Jimmie Johnson gives a thumbs-up after winning the pole for the Sprint Cup race at Phoenix International Raceway in Avondale, Ariz. (AP Photo)
Back in 2003, Matt Kenseth wrapped up his first Sprint Cup championship at Rockingham, one race before the season finale in Homestead.
Kenseth smothered his competition with consistency that simply could not be matched. He finished in the top 10 in 25 of 36 races with 11 top-five finishes and one win to his credit.
But when Kenseth climbed out of his car on Sunday after a disappointing 23rd-place finish — his worst result so far in this year’s Chase — he said he was disappointed, but not devastated despite the fact that the performance effectively ended his chances of winning a second Cup title.
“This has been the best year of my racing career,” Kenseth said.
It’s easy to see why Kenseth feels that way. His seven victories are the most he’s ever had in a single season and he has recorded as many top-five finishes in 2013 as he racked up during his title-winning campaign a decade ago. Kenseth’s average finish is slightly worse — 12.4 this season compared to 10.2 in 2003 — but he has spent much of the year running up front, leading 1,639 laps in 2013 compared to just 354 in 2003.
By the time the checkered flag waves in Homestead next Sunday, however, Kenseth’s best season ever won’t be enough. Jimmie Johnson will almost certainly celebrate his sixth Cup championship thanks to the 28-point lead he built with his third-place finish behind Phoenix winner Kevin Harvick.
What Kenseth had no way of knowing in 2003 was that his title closed a chapter in NASCAR’s history. A new one began in 2004 with the introduction of the Chase, a 10-race playoff system that ushered in an era dominated by Johnson.
Johnson was in his second season back in 2003 and finished runner-up to Kenseth in the points standings. While Johnson was competitive from the day he started his Cup career in 2002, it took him until 2006 to perfect his chemistry with crew chief Chad Knaus. Since they won their first title together, nobody has had an answer for the 48 team.
Kenseth is just the latest driver to find out just how high Johnson and Knaus have raised the bar. Despite the fact that Kenseth won the first two Chase races and possesses as much poise as anyone on the circuit, even he couldn’t hold off the freight train that is the 48 Express.
Talk will now turn to Johnson’s quest to tie Dale Earnhardt and Richard Petty, who set the gold standard in the sport by winning seven championships each. Given that Johnson’s heroics have always received a cool reception at best from race fans, it’s hard to say whether he’ll ever be viewed as an equal to Earnhardt and Petty even if he does manage to win that seventh title.
It will certainly be an interesting conversation, one not altogether different from the debate that raged in baseball as Mark McGuire and Barry Bonds took turns erasing revered home run records from baseball’s record books under a cloud of suspicion during an era of rampant steroid use in the sport.
In the same vein, Knaus’ cavalier attitude toward NASCAR’s rule book will be brought under scrutiny, as will team owner Rick Hendrick’s sizable influence in the sport. But that’s not to say Johnson’s titles should have asterisks next to them, because the competitive advantages the driver has enjoyed over the last decade didn’t come from a bottle.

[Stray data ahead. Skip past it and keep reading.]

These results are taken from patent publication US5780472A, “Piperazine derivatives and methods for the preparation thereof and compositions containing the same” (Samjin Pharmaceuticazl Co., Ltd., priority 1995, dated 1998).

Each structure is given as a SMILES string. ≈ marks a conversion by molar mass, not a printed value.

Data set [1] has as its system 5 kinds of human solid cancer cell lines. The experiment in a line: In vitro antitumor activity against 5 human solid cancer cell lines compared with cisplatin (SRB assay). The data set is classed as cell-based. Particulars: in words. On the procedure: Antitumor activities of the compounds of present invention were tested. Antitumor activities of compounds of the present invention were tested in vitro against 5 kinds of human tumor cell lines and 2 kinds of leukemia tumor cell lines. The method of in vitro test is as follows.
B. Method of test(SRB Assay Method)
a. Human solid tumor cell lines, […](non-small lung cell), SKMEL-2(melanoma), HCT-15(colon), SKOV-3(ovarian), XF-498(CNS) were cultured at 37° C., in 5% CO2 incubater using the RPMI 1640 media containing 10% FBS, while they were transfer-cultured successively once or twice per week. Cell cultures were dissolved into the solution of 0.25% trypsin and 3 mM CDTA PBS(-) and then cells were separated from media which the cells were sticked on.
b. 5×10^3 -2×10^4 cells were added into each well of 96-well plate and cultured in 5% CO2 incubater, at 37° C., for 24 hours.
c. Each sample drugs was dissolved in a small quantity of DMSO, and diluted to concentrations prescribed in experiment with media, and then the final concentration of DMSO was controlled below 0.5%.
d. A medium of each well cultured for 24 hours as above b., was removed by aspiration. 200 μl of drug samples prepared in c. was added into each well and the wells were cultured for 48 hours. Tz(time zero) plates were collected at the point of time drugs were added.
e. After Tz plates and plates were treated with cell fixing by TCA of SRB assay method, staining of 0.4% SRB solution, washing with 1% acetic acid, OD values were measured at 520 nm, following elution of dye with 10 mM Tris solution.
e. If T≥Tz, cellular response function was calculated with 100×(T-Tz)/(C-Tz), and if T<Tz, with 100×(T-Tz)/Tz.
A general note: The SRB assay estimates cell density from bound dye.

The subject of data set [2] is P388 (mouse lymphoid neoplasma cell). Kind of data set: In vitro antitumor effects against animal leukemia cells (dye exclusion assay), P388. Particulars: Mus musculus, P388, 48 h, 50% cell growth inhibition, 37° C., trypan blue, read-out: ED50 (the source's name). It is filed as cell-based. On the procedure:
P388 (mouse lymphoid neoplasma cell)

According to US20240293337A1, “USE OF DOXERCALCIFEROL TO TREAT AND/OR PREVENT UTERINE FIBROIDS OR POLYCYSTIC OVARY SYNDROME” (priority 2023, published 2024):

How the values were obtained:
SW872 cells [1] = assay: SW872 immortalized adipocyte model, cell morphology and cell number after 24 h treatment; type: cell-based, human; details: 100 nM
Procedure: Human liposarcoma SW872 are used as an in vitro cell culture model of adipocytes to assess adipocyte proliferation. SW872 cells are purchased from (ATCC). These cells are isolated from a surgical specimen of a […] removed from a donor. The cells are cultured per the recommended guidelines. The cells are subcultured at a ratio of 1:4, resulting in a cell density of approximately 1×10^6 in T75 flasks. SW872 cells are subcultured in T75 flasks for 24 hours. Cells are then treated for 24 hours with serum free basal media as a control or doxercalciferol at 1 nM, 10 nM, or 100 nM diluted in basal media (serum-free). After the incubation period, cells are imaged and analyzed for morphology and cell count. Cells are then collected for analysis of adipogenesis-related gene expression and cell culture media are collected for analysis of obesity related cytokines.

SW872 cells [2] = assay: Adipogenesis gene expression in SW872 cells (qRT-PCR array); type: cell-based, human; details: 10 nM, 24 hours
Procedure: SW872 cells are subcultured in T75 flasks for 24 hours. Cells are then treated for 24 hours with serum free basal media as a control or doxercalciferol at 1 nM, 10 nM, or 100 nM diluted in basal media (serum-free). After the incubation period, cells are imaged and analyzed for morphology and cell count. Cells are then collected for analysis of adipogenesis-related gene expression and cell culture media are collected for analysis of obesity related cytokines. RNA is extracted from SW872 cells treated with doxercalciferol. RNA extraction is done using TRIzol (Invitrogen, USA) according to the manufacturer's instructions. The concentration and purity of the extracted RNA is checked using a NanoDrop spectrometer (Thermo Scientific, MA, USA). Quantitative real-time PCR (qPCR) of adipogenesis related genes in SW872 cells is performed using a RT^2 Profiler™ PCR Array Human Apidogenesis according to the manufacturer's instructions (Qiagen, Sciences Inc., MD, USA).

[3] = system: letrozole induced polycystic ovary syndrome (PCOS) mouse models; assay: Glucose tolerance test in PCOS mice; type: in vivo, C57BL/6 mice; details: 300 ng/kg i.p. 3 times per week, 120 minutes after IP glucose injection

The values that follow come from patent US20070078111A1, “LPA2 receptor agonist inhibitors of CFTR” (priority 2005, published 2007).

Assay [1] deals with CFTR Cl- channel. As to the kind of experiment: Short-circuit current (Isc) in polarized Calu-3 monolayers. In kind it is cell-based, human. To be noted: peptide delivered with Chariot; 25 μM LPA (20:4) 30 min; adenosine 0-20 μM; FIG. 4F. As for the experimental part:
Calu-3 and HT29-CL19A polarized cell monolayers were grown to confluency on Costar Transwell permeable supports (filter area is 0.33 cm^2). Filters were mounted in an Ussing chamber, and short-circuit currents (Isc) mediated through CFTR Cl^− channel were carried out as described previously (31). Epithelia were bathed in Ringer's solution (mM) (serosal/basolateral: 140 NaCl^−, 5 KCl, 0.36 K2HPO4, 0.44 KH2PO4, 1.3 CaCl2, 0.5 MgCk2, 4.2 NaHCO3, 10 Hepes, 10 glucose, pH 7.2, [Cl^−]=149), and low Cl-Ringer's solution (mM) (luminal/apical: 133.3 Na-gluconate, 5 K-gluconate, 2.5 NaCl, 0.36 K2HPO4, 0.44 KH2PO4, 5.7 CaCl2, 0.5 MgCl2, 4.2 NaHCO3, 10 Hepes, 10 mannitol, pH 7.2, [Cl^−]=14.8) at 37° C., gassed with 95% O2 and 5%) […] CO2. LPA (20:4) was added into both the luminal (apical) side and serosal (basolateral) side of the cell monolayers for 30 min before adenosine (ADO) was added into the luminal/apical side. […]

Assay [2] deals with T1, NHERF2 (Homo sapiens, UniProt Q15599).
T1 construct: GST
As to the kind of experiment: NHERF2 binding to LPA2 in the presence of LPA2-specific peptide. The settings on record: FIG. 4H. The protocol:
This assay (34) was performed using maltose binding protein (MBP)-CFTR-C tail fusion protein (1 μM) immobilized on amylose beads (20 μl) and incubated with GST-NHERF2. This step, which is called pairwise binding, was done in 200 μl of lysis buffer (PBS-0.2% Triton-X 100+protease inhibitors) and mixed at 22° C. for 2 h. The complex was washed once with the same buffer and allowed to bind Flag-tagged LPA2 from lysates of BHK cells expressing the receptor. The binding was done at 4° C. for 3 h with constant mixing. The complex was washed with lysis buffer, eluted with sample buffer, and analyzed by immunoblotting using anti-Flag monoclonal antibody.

In fact, the biggest factor in the success of the 48 team, outside of stellar team management and Johnson’s grossly underrated skills as a driver, might be NASCAR itself.
In a never-ending effort to make every car on the track go roughly the same speed for the sake of parity, NASCAR has created an environment devoid of ingenuity. Crew chiefs and engineers have very few areas where they can make giant leaps in performance, making for a stagnant competitive landscape.
When you add in the fact that NASCAR gives laps back to drivers almost as quickly as they can lose them, the potential for bad days are minimized, allowing Johnson every opportunity to salvage solid finishes despite struggling for large portions of certain races. And the fact that the Chase races are held at virtually the same tracks every year also make it hard for anything to change in the pecking order.
To make what is becoming a long story a little bit shorter, Johnson’s team reached the top at the perfect moment in history, the moment when NASCAR froze the field, so to speak, and made it almost impossible for anyone to surpass the 48.
In the old days, every year brought a new automobile for all the teams to figure out. Crew chiefs were then able to climb under them and find ways to make them get through the corners in ways that suited their respective drivers. Every year, a certain team would hit on something that would rocket its car to the top of the speed charts, leaving everyone else to go back to the drawing board and figure out how to catch up.
But those days are long gone. This is a new era, for better or worse, an era in which Johnson’s at the top of the heap and NASCAR took away everyone’s drawing board.
It’s easy to hate Johnson for being in the catbird seat when the music stopped, but it’s hardly fair. Blame NASCAR for tinkering with a culture of competition and ingenuity that produced exciting racing for generations.
Dave Ongie covers motorsports for the Times-News. On Twitter, he is @KTNSportsOngie. Reach him via email at firstname.lastname@example.org. You can hear him Monday mornings at 9:05 on “Good Morning Tri-Cities” with Tom Taylor on 870 AM and 100.7 FM.